Mumbai, Maharashtra, May 14: To help the readers cope with the ongoing pandemic Aanchal Narang addresses some basic issues affecting the mental health of the general population.
The shared experiences of a global pandemic call for its own set of questions to address. And one of these questions is,
“What happens after this?”
Extended isolation and social distancing bring with it depression, anxiety, touch starvation, and several other small and big traumas. Post-pandemic, these issues are not likely to just go away. So what happens next is that you allow yourself to process in order to heal, and if needed, get professional help, advises Aanchal Narang who is experiencing additional caseloads at her clinic due to the pandemic situation.
Dealing with grief, loss, isolation, abusive households, loss of a job, and loss of a regular life so to say, will inevitably mean that you have a whirlwind of emotions to deal with says, Aanchal Narang, Psychologist, Another Light Counselling. You are also going through the loss of a “regular” life, where you’re unable to do your favorite activities, socialize normally, or basically experience any human contact. After life reverts to “normal,” you will have to deal with a completely new set of emotions. You won’t be the same person you were before. The pandemic takes its toll and you will inevitably feel weak and overwhelmed. In times like those, show yourself some self-compassion. Allow yourself to feel your pain, and address how you can work on these emotions to make yourself feel better.
According to Aanchal Narang, COVID is not just a here-and-now phenomenon. It will have a lasting impact on how the world functions and how you personally function as well, even when it no longer exists. With the overwhelming emotions, there are a few things that you should do in order to help yourself.
- Work-from-home might become the new norm. Find ways to make this a bearable, if not fun, experience for yourself.
- Look for new experiences that you can truly enjoy for yourself. Solo activities were essential pre-pandemic, but they are all the more important now to keep your mind busy and uncluttered.
- While social distancing and self-isolation mean a lack of physical human contact, find new people to interact with online. Hold game nights with your friends, join a community, find people with who you can spend time and who make you happy.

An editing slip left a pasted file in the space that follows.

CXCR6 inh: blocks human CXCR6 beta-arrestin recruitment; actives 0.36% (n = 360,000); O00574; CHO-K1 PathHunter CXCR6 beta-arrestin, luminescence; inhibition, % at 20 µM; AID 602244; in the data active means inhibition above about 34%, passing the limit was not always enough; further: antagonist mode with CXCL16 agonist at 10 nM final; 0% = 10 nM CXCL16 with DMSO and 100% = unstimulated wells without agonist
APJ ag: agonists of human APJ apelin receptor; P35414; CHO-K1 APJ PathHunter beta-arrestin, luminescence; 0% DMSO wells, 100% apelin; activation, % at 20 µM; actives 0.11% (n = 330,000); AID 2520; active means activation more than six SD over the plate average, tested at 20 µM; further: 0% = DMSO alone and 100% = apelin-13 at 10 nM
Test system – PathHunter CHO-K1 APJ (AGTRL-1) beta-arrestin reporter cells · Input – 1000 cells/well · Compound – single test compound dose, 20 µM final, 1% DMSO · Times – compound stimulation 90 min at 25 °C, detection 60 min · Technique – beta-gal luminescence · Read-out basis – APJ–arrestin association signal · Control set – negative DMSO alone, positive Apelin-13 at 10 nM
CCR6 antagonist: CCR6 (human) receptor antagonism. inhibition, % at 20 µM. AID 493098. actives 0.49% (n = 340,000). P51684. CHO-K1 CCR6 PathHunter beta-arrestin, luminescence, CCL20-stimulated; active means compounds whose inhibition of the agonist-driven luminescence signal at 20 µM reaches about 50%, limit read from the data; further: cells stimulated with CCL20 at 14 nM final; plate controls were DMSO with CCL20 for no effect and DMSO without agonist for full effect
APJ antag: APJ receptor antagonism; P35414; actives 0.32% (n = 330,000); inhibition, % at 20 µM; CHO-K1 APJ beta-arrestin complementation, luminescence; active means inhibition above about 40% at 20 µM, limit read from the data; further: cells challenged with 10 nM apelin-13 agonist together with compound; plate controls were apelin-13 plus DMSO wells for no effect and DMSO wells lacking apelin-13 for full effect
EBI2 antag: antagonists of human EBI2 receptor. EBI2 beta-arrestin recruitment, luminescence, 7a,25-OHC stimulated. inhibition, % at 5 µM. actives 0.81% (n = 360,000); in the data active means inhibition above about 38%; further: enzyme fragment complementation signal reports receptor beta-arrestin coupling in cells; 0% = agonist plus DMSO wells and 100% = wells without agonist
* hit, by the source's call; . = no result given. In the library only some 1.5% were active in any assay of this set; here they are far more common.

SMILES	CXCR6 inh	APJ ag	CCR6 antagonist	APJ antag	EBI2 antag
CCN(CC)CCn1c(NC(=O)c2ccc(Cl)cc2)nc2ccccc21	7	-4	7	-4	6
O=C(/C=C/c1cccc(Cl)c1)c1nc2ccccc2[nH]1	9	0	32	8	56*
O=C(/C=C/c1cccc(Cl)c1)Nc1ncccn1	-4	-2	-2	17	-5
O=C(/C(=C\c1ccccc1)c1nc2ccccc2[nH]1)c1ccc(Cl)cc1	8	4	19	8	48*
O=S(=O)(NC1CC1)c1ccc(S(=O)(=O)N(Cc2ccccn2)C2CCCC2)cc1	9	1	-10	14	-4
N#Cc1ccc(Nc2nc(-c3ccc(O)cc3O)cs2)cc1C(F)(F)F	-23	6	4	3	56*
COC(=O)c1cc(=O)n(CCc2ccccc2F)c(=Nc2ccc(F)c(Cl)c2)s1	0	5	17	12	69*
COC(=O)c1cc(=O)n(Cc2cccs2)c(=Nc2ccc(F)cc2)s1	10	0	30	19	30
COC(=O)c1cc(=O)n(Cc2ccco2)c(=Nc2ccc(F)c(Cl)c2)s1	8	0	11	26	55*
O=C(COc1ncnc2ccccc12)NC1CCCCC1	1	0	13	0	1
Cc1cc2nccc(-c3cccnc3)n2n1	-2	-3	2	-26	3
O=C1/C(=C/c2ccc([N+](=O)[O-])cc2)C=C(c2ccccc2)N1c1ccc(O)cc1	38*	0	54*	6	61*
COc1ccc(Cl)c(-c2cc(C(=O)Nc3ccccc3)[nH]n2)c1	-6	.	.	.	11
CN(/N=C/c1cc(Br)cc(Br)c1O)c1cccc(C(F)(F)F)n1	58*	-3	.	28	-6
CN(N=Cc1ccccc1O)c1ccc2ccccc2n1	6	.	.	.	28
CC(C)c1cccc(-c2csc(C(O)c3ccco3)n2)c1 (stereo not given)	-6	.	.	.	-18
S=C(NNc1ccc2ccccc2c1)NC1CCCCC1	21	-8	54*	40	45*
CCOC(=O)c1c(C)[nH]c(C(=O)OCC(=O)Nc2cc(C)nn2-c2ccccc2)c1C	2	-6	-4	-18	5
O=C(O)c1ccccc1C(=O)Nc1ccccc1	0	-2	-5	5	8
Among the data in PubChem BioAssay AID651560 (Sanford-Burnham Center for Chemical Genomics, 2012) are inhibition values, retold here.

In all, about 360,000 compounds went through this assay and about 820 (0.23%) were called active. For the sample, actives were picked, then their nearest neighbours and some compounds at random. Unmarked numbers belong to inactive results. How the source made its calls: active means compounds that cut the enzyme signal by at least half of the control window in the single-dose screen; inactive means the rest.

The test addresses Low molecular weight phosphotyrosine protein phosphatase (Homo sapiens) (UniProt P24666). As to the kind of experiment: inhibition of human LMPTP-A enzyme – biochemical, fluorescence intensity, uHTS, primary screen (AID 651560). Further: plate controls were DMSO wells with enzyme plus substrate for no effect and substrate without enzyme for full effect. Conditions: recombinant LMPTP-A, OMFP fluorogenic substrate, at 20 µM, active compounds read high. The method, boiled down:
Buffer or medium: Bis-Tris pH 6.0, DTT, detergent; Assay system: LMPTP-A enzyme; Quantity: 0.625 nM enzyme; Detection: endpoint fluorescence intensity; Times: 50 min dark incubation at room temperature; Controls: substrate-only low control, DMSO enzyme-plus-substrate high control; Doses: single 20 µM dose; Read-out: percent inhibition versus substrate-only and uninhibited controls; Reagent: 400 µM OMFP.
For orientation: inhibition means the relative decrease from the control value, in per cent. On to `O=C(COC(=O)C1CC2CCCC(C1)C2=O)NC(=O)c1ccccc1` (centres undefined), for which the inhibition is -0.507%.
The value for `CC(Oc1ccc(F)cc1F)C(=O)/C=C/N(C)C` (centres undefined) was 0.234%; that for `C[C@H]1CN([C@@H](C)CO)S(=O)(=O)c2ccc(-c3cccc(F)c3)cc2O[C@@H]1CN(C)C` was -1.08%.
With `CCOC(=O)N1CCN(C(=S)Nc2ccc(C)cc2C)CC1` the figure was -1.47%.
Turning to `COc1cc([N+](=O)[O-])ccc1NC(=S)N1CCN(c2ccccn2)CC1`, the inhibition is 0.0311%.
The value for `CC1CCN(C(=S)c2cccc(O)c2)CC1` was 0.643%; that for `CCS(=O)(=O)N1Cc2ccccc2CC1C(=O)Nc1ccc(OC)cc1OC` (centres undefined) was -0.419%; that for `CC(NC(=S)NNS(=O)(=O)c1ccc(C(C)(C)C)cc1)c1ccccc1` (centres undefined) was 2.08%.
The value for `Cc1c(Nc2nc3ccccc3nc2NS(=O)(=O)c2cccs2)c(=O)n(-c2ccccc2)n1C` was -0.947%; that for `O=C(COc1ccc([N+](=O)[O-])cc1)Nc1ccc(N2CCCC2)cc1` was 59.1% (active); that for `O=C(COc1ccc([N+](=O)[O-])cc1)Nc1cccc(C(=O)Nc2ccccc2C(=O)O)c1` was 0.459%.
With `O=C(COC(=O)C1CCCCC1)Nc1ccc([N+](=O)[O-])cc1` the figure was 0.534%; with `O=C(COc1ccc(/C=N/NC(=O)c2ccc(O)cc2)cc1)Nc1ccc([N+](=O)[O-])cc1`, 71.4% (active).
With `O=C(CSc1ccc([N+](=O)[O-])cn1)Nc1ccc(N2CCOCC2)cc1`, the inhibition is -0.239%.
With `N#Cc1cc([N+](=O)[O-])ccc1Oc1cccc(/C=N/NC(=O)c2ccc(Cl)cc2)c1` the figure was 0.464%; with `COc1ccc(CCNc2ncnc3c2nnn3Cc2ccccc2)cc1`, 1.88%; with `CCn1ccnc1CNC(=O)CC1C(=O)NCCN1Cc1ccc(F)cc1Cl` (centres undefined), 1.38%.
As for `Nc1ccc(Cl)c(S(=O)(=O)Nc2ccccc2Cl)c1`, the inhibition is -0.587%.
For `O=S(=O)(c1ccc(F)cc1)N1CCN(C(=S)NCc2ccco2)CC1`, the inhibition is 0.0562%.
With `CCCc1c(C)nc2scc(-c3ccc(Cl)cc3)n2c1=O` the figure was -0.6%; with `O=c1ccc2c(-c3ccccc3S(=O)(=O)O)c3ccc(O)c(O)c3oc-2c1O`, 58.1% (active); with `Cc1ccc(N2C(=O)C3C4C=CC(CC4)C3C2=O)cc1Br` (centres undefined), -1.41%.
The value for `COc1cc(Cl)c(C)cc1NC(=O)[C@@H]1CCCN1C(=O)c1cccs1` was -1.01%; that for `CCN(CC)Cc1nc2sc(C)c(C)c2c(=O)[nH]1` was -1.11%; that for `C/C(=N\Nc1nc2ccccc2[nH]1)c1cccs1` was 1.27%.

The journey to self-compassion does not start later. COVID is a difficult situation where you need to be able to deal with your mental health in a non-detrimental manner. Give yourself time to feel bad about things, process those feelings, and then work on your healing, connect to things that motivate you, and indulge in hobbies to beat the depression says, Aanchal Narang.
The consequence of not doing so could be burnout. You might be unable to find the motivation to keep living the way you do. Finding things that make you happy and healthy are essential to prevent the feeling of despair from taking over. Feeling overwhelmed is normal, how you deal with that feeling is a skill you need to hone.
Dealing with Grief
Mid-pandemic, a big emotion that a lot of us have to deal with is grief. Grief is a natural response to loss and it can be overwhelming because you’ve just had someone or something you dearly loved taken away from you.
According to Anchal Narang, Psychologist, Another light Counselling, process of grieving and coping with the sense of loss is complex, and you should look for professional help when dealing with these emotions.
What are the stages of grief?
We’ve all heard about the stages of grief (first enumerated by Elisabeth Kübler-Ross) wherein people dealing with loss tend to go through five major stages. Not everyone goes through all of these stages nor does it happen sequentially for everyone.
- Denial: When you can’t acknowledge the event at all and therefore, cannot acknowledge your pain.
- Anger: You start to question the cause for the event and look for someone to blame; whether it be yourself or someone else.
- Bargaining: You tend to bargain with the universe itself, offering anything in return for reversal of the event.
- Depression: Here, the grief incapacitates you to the point you don’t want to do anything but wallow in unprocessed emotions.
- Acceptance: You acknowledge the event as well as the subsequent pain that came with it.
How do I deal with grief?
The inevitable pain that comes with grief is something that you have to come to terms with on your own and everyone has a different coping process says Aanchal Narang, Psychologist. A few ways to do so are:
- Acknowledge your pain. Unresolved grief can also lead to complications such as depression, anxiety, substance abuse, and health problems. Add a global pandemic to the mix, finding healthy ways to process your pain is difficult- but even more necessary.
- Accept that grief can trigger many different and unexpected emotions.
- Understand that your grieving process will be unique to you. While the pandemic affects everyone, your loss is personal to you. There is no wrong or right way to process these emotions- find a way that helps you.
- Seek out face-to-face support from people who care about you. Family and friends in similar situations mean that you have a community for your grief. Reaching out can help you deal with a lot of the emotions you feel.
- Support yourself emotionally by taking care of yourself physically.
- Recognize the difference between grief and depression.
At this point, you need to look for professional help. Depression needs help that is different from the process of grieving. The faster you get help, the less likely you are to fall into a spiral of unresolved emotions. With professional help, you can equip yourself with a set of tools that are unique to your pain and how you want to work through it.
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